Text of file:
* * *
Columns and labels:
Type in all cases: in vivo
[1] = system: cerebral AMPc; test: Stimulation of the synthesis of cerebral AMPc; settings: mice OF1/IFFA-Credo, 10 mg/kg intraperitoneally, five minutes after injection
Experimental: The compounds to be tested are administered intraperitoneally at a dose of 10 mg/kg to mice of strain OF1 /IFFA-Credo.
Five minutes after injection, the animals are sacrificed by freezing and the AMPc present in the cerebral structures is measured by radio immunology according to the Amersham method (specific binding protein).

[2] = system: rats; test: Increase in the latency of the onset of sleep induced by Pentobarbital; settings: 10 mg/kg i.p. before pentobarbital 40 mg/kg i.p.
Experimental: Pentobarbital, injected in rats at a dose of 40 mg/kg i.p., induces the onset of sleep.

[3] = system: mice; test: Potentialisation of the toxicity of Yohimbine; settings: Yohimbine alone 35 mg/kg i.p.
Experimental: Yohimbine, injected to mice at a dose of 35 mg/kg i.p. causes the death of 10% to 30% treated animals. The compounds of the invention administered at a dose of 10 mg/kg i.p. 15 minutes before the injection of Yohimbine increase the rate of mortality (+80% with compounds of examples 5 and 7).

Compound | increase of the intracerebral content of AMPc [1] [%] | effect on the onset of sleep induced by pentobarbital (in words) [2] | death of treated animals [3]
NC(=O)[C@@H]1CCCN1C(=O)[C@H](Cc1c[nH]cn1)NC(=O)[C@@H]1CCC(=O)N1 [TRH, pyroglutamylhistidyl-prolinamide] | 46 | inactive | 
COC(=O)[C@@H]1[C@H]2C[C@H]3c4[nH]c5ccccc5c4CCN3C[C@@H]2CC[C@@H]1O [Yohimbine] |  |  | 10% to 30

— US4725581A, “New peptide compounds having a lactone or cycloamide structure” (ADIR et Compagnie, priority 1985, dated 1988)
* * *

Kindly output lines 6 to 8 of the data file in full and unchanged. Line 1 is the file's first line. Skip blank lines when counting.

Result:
[2] = system: rats; test: Increase in the latency of the onset of sleep induced by Pentobarbital; settings: 10 mg/kg i.p. before pentobarbital 40 mg/kg i.p.
Experimental: Pentobarbital, injected in rats at a dose of 40 mg/kg i.p., induces the onset of sleep.

[3] = system: mice; test: Potentialisation of the toxicity of Yohimbine; settings: Yohimbine alone 35 mg/kg i.p.